The molecular basis of L-3,4-dihydroxyphenylalanine (L-DOPA)-induced dyskinesia (LID), one of the major hindrances in the current therapy for Parkinson's disease, is still unclear. We show that attenuation of cAMP signaling in the medium spiny neurons of the striatum, achieved by genetic inactivation of the dopamine and cAMP-regulated phosphoprotein of 32 kDa (DARPP-32), reduces LID. We also show that, in dyskinetic mice, sensitized cAMP/cAMP-dependent protein kinase/DARPP-32 signaling leads to phosphorylation/activation of the extracellular signal-regulated protein kinases 1 and 2 (ERK1/2). The increase in ERK1/2 phosphorylation associated with dyskinesia results in activation of mitogen- and stress-activated kinase-1 (MSK-1) and phosphorylation of histone H3, two downstream targets of ERK involved in transcriptional regulation. In line with these observations, we found that c-Fos expression is abnormally elevated in the striata of mice affected by LID. Persistent enhancement of the ERK signaling cascade is implicated in the generation of LID. Thus, pharmacological inactivation of ERK1/2 achieved using SL327 (alpha-[amino[(4-aminophenyl)thio]methylene]-2-(trifluoromethyl)benzeneacetonitrile), an inhibitor of the mitogen-activated kinase/ERK kinase, MEK, during chronic L-DOPA treatment counteracts the induction dyskinesia. Together, these results indicate that a significant proportion of the abnormal involuntary movements developed in response to chronic L-DOPA are attributable to hyperactivation in striatal medium spiny neurons of a signaling pathway including sequential phosphorylation of DARPP-32, ERK1/2, MSK-1, and histone H3.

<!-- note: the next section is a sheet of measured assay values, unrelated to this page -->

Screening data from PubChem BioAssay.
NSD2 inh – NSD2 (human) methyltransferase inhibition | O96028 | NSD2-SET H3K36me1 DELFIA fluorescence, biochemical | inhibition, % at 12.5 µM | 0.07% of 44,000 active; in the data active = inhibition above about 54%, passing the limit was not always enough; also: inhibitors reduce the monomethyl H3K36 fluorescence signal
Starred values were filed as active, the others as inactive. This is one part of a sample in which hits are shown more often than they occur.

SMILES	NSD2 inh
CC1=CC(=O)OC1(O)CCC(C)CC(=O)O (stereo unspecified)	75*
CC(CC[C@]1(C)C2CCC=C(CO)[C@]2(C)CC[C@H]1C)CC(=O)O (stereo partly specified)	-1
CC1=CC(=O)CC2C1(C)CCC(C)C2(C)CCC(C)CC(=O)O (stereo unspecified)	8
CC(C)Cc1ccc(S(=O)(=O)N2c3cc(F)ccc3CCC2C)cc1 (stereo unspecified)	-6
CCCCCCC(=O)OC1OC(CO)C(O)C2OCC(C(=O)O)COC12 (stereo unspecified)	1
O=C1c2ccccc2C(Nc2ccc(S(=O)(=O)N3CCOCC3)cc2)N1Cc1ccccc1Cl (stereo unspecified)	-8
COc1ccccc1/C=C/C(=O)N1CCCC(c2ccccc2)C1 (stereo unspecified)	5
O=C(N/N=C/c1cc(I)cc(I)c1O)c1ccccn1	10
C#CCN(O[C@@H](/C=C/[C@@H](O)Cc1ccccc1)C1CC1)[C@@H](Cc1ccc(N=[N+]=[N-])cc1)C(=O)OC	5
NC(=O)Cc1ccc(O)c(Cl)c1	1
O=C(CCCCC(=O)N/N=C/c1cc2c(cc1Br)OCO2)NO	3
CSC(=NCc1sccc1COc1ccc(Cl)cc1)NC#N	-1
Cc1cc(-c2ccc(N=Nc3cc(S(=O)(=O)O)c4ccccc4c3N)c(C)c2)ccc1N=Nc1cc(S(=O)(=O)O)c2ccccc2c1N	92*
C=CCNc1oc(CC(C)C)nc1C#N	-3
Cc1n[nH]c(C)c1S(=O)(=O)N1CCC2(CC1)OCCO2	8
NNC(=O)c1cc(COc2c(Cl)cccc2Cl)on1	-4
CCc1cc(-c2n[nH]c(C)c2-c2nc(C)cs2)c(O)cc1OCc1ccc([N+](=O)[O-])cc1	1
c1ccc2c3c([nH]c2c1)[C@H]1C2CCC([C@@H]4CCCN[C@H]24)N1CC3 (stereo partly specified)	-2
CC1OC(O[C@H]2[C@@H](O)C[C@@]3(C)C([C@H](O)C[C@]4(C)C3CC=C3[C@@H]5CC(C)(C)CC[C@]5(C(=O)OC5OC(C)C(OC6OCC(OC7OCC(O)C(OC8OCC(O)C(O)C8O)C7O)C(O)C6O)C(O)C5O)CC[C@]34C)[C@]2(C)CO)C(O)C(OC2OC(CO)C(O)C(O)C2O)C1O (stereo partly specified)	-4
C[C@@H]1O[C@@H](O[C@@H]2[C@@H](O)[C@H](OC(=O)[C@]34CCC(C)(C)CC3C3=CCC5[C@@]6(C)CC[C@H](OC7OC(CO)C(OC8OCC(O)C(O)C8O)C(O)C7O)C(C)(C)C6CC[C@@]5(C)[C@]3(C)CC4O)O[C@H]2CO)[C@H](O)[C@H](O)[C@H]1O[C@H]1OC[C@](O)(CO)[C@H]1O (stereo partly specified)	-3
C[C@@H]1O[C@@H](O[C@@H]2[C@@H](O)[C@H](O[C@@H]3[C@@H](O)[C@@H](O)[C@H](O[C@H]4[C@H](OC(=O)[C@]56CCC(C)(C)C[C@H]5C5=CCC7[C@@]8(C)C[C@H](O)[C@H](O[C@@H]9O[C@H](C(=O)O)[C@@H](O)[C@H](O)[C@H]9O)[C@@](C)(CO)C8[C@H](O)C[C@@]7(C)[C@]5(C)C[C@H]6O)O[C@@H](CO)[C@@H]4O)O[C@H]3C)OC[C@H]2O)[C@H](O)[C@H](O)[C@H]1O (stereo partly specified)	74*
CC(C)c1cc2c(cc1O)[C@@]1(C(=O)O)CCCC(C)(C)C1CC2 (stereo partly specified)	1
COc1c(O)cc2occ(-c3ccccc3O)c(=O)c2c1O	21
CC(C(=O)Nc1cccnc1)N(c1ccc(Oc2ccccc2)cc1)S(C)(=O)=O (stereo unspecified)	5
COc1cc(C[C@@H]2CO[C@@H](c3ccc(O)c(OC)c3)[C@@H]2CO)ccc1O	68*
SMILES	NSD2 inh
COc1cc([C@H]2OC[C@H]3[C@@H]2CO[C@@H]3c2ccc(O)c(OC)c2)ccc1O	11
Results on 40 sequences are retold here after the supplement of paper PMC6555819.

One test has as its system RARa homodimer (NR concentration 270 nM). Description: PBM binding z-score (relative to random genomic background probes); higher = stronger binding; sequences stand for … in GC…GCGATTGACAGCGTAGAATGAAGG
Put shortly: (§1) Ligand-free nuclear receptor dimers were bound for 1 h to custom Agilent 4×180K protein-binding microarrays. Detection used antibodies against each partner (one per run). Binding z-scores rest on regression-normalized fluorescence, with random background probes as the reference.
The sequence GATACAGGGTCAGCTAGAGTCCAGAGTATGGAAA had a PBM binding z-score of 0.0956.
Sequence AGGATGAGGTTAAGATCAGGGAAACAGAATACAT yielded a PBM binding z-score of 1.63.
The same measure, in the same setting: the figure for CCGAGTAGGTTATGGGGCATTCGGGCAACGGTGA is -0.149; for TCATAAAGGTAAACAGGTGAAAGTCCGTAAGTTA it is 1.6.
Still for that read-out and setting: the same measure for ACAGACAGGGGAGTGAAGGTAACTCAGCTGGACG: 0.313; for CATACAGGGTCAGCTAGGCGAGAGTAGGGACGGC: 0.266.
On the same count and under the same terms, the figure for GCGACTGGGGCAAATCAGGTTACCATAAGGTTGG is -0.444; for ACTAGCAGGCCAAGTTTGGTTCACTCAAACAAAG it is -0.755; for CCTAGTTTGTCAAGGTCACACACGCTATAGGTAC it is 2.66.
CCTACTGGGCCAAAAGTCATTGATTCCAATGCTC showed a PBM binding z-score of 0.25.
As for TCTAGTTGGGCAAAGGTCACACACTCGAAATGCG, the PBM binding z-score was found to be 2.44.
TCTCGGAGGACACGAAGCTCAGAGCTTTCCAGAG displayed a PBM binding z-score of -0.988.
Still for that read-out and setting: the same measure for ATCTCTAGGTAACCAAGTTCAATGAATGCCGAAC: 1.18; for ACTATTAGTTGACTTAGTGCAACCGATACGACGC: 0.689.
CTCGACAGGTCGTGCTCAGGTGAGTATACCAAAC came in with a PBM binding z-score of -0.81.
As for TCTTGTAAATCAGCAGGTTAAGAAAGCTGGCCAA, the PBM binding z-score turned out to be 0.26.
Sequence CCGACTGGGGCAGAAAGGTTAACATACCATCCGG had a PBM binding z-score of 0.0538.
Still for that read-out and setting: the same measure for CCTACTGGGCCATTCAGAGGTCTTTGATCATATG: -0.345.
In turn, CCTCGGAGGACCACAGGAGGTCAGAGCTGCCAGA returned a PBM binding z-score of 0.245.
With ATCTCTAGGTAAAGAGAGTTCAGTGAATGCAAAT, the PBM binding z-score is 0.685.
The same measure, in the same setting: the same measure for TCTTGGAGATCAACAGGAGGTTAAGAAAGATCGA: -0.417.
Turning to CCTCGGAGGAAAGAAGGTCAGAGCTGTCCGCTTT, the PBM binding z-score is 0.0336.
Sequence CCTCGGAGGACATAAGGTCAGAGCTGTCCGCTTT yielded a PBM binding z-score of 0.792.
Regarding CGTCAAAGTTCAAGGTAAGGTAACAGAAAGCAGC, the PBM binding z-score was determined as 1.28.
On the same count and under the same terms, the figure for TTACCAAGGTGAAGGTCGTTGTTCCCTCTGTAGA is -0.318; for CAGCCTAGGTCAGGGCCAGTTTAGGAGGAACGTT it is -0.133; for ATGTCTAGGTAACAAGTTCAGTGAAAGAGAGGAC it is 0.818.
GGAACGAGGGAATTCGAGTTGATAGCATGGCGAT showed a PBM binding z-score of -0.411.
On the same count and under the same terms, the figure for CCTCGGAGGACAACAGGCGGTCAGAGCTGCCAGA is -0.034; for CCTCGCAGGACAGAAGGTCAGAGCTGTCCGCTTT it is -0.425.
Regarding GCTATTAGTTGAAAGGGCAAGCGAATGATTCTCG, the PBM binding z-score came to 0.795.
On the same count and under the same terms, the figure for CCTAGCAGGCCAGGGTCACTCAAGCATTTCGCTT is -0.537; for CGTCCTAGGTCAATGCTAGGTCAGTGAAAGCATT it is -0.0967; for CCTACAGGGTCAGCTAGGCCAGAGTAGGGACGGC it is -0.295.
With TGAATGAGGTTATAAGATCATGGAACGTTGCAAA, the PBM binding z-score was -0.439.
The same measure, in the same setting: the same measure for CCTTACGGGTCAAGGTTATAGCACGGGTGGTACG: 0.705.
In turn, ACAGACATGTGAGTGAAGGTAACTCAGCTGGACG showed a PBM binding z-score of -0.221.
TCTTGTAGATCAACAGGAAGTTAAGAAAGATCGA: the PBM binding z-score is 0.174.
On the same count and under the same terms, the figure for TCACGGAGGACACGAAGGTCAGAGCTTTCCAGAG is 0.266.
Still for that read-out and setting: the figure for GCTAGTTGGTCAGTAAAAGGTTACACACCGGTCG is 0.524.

Critical involvement of cAMP/DARPP-32 and ERK signaling in L-DOPA-induced dyskinesia

CARTA, MANOLO;
2007

Abstract

The molecular basis of L-3,4-dihydroxyphenylalanine (L-DOPA)-induced dyskinesia (LID), one of the major hindrances in the current therapy for Parkinson's disease, is still unclear. We show that attenuation of cAMP signaling in the medium spiny neurons of the striatum, achieved by genetic inactivation of the dopamine and cAMP-regulated phosphoprotein of 32 kDa (DARPP-32), reduces LID. We also show that, in dyskinetic mice, sensitized cAMP/cAMP-dependent protein kinase/DARPP-32 signaling leads to phosphorylation/activation of the extracellular signal-regulated protein kinases 1 and 2 (ERK1/2). The increase in ERK1/2 phosphorylation associated with dyskinesia results in activation of mitogen- and stress-activated kinase-1 (MSK-1) and phosphorylation of histone H3, two downstream targets of ERK involved in transcriptional regulation. In line with these observations, we found that c-Fos expression is abnormally elevated in the striata of mice affected by LID. Persistent enhancement of the ERK signaling cascade is implicated in the generation of LID. Thus, pharmacological inactivation of ERK1/2 achieved using SL327 (alpha-[amino[(4-aminophenyl)thio]methylene]-2-(trifluoromethyl)benzeneacetonitrile), an inhibitor of the mitogen-activated kinase/ERK kinase, MEK, during chronic L-DOPA treatment counteracts the induction dyskinesia. Together, these results indicate that a significant proportion of the abnormal involuntary movements developed in response to chronic L-DOPA are attributable to hyperactivation in striatal medium spiny neurons of a signaling pathway including sequential phosphorylation of DARPP-32, ERK1/2, MSK-1, and histone H3.
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Utilizza questo identificativo per citare o creare un link a questo documento: https://hdl.handle.net/11584/15228
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